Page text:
NSI Bulletin 098-010

Michael Barrow writes:

Who said anything about usage charges? It looks like the proposed work
mentioned by David Holtzman is to control _abuse_ of the whois service.

and Derek Balling writes:

What we had then asked InterNIC for was a means of getting
that data WITHOUT using whois. (We knew it was readily available, and
publicly accessible, but wanted to avoid beating on the whois server to get
it when it came time to generate reports). The people we talked to at
InterNIC essentially told us to pound salt.

Given that NSI is sitting on what Gordon Cook has suggested is "the
motherload of all databases", including full contact information for a
large percentage of all Internet engineers on the planet, NSI has
every incentive to limit access to that database and bide its time
hoping that it will eventually be able to commercially exploit that
database. And this pending legislation...

  > H.R.2652. Collections of Information Antipiracy Act. Creates
  > property right in databases of information, even if public domain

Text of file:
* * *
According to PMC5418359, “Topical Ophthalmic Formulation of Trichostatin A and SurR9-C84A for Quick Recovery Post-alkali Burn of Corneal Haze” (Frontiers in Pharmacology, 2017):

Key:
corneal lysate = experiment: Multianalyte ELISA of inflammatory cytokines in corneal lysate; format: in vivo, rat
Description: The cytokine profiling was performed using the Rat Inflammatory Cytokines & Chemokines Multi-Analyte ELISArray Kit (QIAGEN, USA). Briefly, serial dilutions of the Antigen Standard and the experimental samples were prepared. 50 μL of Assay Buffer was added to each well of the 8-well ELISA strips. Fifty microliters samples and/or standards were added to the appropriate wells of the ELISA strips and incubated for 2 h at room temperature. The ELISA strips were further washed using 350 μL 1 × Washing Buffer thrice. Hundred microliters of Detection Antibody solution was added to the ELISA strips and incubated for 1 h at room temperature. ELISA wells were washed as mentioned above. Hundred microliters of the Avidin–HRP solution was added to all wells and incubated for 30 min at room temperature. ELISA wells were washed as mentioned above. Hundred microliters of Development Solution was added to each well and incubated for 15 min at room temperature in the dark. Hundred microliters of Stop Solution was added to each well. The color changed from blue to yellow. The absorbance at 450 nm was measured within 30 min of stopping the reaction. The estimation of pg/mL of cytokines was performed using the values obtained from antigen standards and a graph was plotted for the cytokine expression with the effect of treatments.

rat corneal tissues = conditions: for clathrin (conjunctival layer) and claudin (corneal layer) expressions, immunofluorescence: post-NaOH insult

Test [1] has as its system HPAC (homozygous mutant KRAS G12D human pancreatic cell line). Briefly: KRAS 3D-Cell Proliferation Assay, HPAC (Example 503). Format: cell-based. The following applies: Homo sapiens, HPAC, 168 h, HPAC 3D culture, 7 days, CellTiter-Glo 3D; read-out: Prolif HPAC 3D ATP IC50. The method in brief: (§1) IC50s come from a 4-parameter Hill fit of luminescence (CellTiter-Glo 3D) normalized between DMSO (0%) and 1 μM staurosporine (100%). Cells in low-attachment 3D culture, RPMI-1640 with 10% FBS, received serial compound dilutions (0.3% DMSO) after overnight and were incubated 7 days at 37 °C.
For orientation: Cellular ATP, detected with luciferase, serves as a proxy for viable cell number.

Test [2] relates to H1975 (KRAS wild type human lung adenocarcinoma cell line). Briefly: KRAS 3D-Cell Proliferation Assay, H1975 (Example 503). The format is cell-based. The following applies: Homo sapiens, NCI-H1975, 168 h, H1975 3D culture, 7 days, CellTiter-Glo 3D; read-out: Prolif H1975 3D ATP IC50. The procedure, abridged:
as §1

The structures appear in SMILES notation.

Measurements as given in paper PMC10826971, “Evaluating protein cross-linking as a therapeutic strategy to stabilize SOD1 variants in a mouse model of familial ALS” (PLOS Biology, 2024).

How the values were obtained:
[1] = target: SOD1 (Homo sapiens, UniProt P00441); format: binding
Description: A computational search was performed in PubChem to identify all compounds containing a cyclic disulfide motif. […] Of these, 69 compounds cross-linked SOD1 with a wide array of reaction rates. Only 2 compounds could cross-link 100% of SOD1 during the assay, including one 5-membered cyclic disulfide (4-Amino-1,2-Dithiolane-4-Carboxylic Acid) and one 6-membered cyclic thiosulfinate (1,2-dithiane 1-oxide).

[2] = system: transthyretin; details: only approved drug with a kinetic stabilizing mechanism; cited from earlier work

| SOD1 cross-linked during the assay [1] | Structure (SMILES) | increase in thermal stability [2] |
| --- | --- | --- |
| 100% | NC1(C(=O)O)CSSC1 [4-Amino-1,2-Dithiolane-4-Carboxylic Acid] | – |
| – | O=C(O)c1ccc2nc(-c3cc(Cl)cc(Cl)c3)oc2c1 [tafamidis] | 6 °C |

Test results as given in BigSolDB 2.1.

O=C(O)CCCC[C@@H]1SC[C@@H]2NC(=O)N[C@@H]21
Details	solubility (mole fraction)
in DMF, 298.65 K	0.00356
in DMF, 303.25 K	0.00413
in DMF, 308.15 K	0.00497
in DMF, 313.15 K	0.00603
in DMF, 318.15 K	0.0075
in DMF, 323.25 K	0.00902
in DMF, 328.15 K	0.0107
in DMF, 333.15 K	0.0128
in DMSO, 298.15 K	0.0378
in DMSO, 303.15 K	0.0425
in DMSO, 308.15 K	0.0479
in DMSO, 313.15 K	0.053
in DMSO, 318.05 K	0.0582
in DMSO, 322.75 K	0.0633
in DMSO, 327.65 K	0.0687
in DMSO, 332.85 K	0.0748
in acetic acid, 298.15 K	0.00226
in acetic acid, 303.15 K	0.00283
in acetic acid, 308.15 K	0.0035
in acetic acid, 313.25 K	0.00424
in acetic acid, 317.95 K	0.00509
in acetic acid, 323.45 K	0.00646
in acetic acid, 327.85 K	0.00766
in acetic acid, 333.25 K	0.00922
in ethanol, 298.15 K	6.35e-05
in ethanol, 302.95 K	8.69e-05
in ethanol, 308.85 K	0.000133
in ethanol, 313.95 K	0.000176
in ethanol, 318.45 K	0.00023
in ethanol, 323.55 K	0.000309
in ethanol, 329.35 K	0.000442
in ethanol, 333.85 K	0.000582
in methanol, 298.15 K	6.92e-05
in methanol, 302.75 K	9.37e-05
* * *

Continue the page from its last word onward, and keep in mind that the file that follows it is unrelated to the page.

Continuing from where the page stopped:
> information. Introduced by Rep. Coble (R-NC). Approved by House on
  > voice vote on May 19. Referred to Senate Judiciary Committee.
  [ from http://www.epic.org/privacy/bill_track.html ]

will only help that cause. Recent NSI moves to limit "abuse" of
whois, where "abuse" will be defined however NSI finds it convenient
to define the term, could be interpreted as "being Internet-friendly",
or as trying to constrain their operating costs and make more money
for their shareholders, or as a means of maintaining their control
over the collection of information by preventing others from
assembling reasonably accurate replications.

Application of Occam's razor to determine which of these three
interpretations is more likely, given NSI's historical behavior in the
exercise of its monopoly power, is left as an exercise to the reader.

As an aside, we've had similar problems with ARIN, which doesn't make
its database available for ftp (even though APNIC and RIPE do, though
I believe at least one of them doesn't provide the email addresses in
the contact records) and refuses to provide copies. We needed a copy
of portions of the information for a (non-spamming) in-house
application and couldn't get it. But at least ARIN is run as a public
trust with voting members who can choose to adjust policy. Perhaps
they'll start providing copies in the future.

Bruce Hahne
[I don't work for Netcom]